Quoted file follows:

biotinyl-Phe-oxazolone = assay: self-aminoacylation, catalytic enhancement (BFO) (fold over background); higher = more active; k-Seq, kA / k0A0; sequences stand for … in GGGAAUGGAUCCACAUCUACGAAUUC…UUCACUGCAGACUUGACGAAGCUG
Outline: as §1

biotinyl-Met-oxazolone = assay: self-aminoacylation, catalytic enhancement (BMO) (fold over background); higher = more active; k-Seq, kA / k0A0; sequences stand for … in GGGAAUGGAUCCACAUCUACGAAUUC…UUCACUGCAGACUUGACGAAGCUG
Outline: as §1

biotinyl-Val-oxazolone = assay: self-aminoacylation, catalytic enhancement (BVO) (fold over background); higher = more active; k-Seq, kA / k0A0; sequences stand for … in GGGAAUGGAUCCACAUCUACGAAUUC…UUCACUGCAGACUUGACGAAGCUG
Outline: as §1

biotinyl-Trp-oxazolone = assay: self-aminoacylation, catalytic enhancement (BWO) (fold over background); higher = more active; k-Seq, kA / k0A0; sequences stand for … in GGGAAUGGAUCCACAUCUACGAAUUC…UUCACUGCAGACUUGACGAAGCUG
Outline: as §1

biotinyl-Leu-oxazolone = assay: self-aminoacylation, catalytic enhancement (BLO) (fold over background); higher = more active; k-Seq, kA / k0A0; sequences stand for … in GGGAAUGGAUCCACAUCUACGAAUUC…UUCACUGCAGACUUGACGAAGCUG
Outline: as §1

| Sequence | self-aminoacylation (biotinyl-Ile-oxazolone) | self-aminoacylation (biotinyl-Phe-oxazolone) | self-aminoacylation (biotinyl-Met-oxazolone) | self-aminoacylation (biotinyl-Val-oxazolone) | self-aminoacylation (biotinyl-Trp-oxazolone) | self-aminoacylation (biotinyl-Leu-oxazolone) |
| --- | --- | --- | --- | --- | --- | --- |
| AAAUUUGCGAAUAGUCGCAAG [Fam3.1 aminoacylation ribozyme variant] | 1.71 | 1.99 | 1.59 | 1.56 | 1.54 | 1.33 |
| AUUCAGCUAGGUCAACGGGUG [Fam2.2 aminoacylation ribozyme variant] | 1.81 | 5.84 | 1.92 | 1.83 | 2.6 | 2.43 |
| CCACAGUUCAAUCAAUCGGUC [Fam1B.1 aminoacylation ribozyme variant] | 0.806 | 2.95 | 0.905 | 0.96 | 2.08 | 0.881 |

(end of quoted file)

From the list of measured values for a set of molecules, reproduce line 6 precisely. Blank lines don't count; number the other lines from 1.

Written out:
Outline: as §1